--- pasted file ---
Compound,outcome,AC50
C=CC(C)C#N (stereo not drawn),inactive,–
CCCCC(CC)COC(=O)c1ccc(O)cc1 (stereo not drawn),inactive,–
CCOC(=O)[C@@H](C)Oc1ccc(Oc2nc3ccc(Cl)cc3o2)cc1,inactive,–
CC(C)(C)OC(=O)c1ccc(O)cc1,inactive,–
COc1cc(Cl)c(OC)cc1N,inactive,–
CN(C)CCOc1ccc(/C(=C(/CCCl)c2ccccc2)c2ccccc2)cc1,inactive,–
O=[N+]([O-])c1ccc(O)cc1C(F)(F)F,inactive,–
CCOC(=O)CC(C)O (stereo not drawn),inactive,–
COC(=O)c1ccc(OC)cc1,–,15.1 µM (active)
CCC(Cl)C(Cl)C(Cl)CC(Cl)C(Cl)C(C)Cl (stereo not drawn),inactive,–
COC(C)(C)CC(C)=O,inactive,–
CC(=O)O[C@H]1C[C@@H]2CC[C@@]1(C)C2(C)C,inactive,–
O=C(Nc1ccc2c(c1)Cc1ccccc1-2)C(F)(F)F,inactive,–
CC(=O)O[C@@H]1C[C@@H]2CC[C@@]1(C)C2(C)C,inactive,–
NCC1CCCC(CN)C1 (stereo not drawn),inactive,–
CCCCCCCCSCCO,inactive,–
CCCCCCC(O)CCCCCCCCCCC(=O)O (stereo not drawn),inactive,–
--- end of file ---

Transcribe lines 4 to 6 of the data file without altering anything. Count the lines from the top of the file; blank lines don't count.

CCOC(=O)[C@@H](C)Oc1ccc(Oc2nc3ccc(Cl)cc3o2)cc1,inactive,–
CC(C)(C)OC(=O)c1ccc(O)cc1,inactive,–
COc1cc(Cl)c(OC)cc1N,inactive,–